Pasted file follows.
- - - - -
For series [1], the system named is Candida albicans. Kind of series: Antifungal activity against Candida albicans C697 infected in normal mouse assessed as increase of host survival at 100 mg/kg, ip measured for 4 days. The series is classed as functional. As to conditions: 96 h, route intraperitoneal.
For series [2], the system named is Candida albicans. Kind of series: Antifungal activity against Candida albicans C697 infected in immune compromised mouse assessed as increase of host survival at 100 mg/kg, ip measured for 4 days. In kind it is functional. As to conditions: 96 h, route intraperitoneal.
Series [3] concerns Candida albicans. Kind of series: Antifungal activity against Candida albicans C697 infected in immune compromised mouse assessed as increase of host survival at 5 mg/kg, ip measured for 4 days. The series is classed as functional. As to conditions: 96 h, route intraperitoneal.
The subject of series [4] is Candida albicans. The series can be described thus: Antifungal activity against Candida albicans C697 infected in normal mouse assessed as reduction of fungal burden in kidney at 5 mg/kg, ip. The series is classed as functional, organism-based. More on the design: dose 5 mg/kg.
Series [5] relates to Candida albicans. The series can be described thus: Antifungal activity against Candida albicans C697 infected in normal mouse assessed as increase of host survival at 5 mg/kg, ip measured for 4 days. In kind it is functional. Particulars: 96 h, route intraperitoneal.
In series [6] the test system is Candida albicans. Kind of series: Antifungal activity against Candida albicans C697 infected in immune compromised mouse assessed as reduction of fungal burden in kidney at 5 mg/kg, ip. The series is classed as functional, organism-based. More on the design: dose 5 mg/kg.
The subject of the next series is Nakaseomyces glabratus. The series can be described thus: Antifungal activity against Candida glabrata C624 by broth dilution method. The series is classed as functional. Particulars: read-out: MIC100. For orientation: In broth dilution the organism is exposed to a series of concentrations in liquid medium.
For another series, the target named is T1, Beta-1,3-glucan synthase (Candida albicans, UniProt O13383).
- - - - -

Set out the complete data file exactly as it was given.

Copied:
For series [1], the system named is Candida albicans. Kind of series: Antifungal activity against Candida albicans C697 infected in normal mouse assessed as increase of host survival at 100 mg/kg, ip measured for 4 days. The series is classed as functional. As to conditions: 96 h, route intraperitoneal.
For series [2], the system named is Candida albicans. Kind of series: Antifungal activity against Candida albicans C697 infected in immune compromised mouse assessed as increase of host survival at 100 mg/kg, ip measured for 4 days. In kind it is functional. As to conditions: 96 h, route intraperitoneal.
Series [3] concerns Candida albicans. Kind of series: Antifungal activity against Candida albicans C697 infected in immune compromised mouse assessed as increase of host survival at 5 mg/kg, ip measured for 4 days. The series is classed as functional. As to conditions: 96 h, route intraperitoneal.
The subject of series [4] is Candida albicans. The series can be described thus: Antifungal activity against Candida albicans C697 infected in normal mouse assessed as reduction of fungal burden in kidney at 5 mg/kg, ip. The series is classed as functional, organism-based. More on the design: dose 5 mg/kg.
Series [5] relates to Candida albicans. The series can be described thus: Antifungal activity against Candida albicans C697 infected in normal mouse assessed as increase of host survival at 5 mg/kg, ip measured for 4 days. In kind it is functional. Particulars: 96 h, route intraperitoneal.
In series [6] the test system is Candida albicans. Kind of series: Antifungal activity against Candida albicans C697 infected in immune compromised mouse assessed as reduction of fungal burden in kidney at 5 mg/kg, ip. The series is classed as functional, organism-based. More on the design: dose 5 mg/kg.
The subject of the next series is Nakaseomyces glabratus. The series can be described thus: Antifungal activity against Candida glabrata C624 by broth dilution method. The series is classed as functional. Particulars: read-out: MIC100. For orientation: In broth dilution the organism is exposed to a series of concentrations in liquid medium.
For another series, the target named is T1, Beta-1,3-glucan synthase (Candida albicans, UniProt O13383).